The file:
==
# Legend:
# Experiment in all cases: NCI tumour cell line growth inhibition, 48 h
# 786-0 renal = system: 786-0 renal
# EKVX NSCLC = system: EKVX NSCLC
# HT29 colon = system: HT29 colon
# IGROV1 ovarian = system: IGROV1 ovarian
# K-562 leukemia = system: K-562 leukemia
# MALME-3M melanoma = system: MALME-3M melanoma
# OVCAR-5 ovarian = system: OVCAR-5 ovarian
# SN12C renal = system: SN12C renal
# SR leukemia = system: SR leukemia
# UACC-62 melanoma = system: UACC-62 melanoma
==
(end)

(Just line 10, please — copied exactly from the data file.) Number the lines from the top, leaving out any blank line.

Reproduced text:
# SN12C renal = system: SN12C renal